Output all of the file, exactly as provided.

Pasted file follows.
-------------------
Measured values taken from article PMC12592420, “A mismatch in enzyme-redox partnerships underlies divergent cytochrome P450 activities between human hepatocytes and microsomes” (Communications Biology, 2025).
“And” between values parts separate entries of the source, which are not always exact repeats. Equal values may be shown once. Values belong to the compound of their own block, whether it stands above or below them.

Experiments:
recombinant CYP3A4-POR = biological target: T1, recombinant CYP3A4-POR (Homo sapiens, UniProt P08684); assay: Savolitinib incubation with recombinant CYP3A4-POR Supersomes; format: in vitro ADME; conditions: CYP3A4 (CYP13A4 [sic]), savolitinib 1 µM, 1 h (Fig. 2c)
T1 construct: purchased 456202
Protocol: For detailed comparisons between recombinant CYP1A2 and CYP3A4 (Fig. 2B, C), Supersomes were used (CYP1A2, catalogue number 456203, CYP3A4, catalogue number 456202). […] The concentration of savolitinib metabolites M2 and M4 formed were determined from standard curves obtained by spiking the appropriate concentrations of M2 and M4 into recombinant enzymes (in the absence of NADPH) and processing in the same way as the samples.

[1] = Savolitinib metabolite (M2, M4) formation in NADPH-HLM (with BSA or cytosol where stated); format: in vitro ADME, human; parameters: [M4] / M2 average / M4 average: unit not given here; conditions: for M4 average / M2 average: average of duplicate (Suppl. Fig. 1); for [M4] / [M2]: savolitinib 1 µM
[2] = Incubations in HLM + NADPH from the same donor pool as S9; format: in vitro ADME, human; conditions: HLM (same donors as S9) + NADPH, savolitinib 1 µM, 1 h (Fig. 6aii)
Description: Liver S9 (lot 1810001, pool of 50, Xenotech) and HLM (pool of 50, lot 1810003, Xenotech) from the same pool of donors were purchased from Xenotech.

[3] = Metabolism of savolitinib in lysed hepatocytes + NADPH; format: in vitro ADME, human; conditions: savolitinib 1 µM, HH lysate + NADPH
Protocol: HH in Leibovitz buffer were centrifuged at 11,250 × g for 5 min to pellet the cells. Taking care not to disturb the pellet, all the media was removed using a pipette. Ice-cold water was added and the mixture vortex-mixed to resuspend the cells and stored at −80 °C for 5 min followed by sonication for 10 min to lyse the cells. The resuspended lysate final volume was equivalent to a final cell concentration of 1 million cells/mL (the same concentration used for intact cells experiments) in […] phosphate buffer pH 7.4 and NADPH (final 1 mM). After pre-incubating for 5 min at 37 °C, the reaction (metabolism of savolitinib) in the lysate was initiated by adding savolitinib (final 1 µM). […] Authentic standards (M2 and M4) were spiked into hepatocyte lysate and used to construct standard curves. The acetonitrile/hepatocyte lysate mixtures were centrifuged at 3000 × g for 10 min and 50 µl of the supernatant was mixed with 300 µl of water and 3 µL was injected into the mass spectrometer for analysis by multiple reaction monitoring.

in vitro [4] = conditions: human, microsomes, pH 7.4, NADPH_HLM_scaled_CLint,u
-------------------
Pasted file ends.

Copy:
Measured values taken from article PMC12592420, “A mismatch in enzyme-redox partnerships underlies divergent cytochrome P450 activities between human hepatocytes and microsomes” (Communications Biology, 2025).
“And” between values parts separate entries of the source, which are not always exact repeats. Equal values may be shown once. Values belong to the compound of their own block, whether it stands above or below them.

Experiments:
recombinant CYP3A4-POR = biological target: T1, recombinant CYP3A4-POR (Homo sapiens, UniProt P08684); assay: Savolitinib incubation with recombinant CYP3A4-POR Supersomes; format: in vitro ADME; conditions: CYP3A4 (CYP13A4 [sic]), savolitinib 1 µM, 1 h (Fig. 2c)
T1 construct: purchased 456202
Protocol: For detailed comparisons between recombinant CYP1A2 and CYP3A4 (Fig. 2B, C), Supersomes were used (CYP1A2, catalogue number 456203, CYP3A4, catalogue number 456202). […] The concentration of savolitinib metabolites M2 and M4 formed were determined from standard curves obtained by spiking the appropriate concentrations of M2 and M4 into recombinant enzymes (in the absence of NADPH) and processing in the same way as the samples.

[1] = Savolitinib metabolite (M2, M4) formation in NADPH-HLM (with BSA or cytosol where stated); format: in vitro ADME, human; parameters: [M4] / M2 average / M4 average: unit not given here; conditions: for M4 average / M2 average: average of duplicate (Suppl. Fig. 1); for [M4] / [M2]: savolitinib 1 µM
[2] = Incubations in HLM + NADPH from the same donor pool as S9; format: in vitro ADME, human; conditions: HLM (same donors as S9) + NADPH, savolitinib 1 µM, 1 h (Fig. 6aii)
Description: Liver S9 (lot 1810001, pool of 50, Xenotech) and HLM (pool of 50, lot 1810003, Xenotech) from the same pool of donors were purchased from Xenotech.

[3] = Metabolism of savolitinib in lysed hepatocytes + NADPH; format: in vitro ADME, human; conditions: savolitinib 1 µM, HH lysate + NADPH
Protocol: HH in Leibovitz buffer were centrifuged at 11,250 × g for 5 min to pellet the cells. Taking care not to disturb the pellet, all the media was removed using a pipette. Ice-cold water was added and the mixture vortex-mixed to resuspend the cells and stored at −80 °C for 5 min followed by sonication for 10 min to lyse the cells. The resuspended lysate final volume was equivalent to a final cell concentration of 1 million cells/mL (the same concentration used for intact cells experiments) in […] phosphate buffer pH 7.4 and NADPH (final 1 mM). After pre-incubating for 5 min at 37 °C, the reaction (metabolism of savolitinib) in the lysate was initiated by adding savolitinib (final 1 µM). […] Authentic standards (M2 and M4) were spiked into hepatocyte lysate and used to construct standard curves. The acetonitrile/hepatocyte lysate mixtures were centrifuged at 3000 × g for 10 min and 50 µl of the supernatant was mixed with 300 µl of water and 3 µL was injected into the mass spectrometer for analysis by multiple reaction monitoring.

in vitro [4] = conditions: human, microsomes, pH 7.4, NADPH_HLM_scaled_CLint,u